I am currently in my second year of college and and I have to say, sadly, that the reality of all the choice that has been inevitably thrust in my path has me feeling paralyzed.
Right now I cannot say where I will end up in the future. That's the damned scariest thing about wanting to write as a career. I'm sure this same feeling applies to many others seeking a degree in the Humanities. It's so objective.
However, last night I was reminded of the things that make me feel fulfilled, and I know there are others out there like myself who are willing to forge a path in the artistic world which may also provide them the means with which to sustain their lives. I was reminded of this as I browsed the Hiking pages on StumbleUpon. I found that a man in Australia has actually made a living taking people to the most exotic and beautifully mountainous areas of the continent to rock climb. He's also made an exceptional amount of money simply by writing about his experiences and taking amazing photographs, advertising all of it on his blog: http://www.onsight.com.au/.
This is the kind of person I look up to, I've realized. Not some money-hungry man who made it into the Forbes 100 or a famous businessman from the big city. Yes, it would be great to have money constantly rolling in, but are these men and women enjoying their lives, and do they benefit emotionally from the work that they do? I don't want to make money at all costs, I want to make money in a way that benefits other people. I want to do work in my life that makes someone a Romantic - someone who, without seeing my work, wouldn't have been inspired to do with their life work that made them happy, just as I am currently doing (currently working on in school) for myself.
I'm not in school to become a doctor. I'm not in school to become a nurse, an accountant, or a chemist. A police officer, a pilot, or a construction worker. Students who are in school to become one of these things are taking the kinds of courses they know will land themselves in those very careers. I'm in school to receive an English degree, and as far as I know that means I'm in a paradox of choice, as Barry Schwartz puts it. I have so many paths in which my life can venture, and all the choices have me paralyzed and, yes, scared as hell.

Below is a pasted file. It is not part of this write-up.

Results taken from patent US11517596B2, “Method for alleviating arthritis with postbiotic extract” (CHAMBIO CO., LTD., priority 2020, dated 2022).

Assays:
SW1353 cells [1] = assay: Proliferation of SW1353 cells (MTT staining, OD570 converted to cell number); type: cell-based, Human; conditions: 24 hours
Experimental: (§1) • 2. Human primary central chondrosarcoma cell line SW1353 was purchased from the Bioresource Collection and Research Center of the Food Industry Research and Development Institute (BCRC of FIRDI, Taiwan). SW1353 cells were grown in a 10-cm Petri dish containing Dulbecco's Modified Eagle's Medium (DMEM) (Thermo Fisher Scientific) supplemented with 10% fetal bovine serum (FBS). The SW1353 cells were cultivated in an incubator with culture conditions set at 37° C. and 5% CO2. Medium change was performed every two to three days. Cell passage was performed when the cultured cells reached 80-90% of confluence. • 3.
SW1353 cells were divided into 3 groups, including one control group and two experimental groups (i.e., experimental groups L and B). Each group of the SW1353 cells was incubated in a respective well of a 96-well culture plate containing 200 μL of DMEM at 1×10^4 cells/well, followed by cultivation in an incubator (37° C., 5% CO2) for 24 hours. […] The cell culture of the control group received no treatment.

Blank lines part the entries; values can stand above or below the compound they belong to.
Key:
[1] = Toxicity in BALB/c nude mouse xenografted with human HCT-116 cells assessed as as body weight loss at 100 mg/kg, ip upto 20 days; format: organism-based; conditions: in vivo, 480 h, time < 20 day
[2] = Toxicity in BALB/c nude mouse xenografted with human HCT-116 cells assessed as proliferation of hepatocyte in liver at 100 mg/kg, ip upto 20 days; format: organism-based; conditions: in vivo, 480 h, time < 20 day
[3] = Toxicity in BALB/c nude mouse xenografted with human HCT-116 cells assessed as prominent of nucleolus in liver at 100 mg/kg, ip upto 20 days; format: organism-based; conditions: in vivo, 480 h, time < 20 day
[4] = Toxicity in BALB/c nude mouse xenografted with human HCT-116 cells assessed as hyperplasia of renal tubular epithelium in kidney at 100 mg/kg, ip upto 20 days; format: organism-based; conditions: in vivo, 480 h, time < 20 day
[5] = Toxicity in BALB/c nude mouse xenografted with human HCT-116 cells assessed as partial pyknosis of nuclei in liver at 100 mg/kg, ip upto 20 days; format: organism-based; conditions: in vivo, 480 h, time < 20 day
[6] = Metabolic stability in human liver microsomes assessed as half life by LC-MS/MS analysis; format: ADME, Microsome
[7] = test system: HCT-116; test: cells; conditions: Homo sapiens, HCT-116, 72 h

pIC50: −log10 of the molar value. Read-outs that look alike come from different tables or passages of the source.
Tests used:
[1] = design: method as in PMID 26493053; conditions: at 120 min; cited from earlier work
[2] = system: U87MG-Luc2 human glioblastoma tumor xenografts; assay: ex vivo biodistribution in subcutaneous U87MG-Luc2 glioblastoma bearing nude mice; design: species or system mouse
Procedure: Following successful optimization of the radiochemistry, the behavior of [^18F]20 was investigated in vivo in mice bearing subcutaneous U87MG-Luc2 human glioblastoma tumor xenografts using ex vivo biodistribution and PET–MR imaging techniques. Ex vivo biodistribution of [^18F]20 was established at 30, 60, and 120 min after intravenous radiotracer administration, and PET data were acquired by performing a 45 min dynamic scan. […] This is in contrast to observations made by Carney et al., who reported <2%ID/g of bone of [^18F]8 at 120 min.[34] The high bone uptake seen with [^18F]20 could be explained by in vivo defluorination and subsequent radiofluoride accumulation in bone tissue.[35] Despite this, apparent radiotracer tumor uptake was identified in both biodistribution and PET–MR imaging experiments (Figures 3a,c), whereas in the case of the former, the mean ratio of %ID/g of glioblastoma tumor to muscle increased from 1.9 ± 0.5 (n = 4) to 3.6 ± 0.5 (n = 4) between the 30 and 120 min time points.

Friday, September 28, 2012
Sunday, September 23, 2012
Friday, September 21, 2012
Pancake City at 9:30pm, Tuesday
With the accents in this diner as heavy as they are, it seems as though I’ve just taken a long trip into the Deep South rather than the 5 minute drive it took to get here from campus.
The smell of pancakes and coffee would be enough sensory detail to tell me where I am with my eyes closed—but if not the sound of clinking silverware on ceramic dishes would be the dead giveaway. The human sounds of lively conversation and laughing take away the sense of loneliness that usually accommodates small town diners like this one. The way that the lively conversations are so poorly juxtaposed with the black night outside the window to my right reminds me of going to football games at my old high school—when all the lights were shining on the stadium like an artificial sun, with such brilliance that the darkness surrounding the stadium was uncanny—the darkness enveloping the stadium forgotten until the game was over and it was time to go back out into the loneliness to find my car. As long as it’s night time, a place like this will always make me feel lonesome.
Since the weather is particularly chilly for this time in September, I cannot help but notice that the man at the bar is dressed in a way that is comically inappropriate. He’s middle-aged, and slender-looking under his combat shorts and short-sleeved spider silk Hawaiian shirt, which is complete with a lime green baseball cap. Earlier I caught him staring at me from across the room, where I sit at this faux-wooden booth, jotting down my descriptions of this diner in mad red ink. It’s funny how this ink should appear mad in my eyes right now, or that the darkness outside the windows of this diner should make this bright diner seem lonely by default.
There can be so much emotion and movement in the middle of so much darkness.
Saturday, September 15, 2012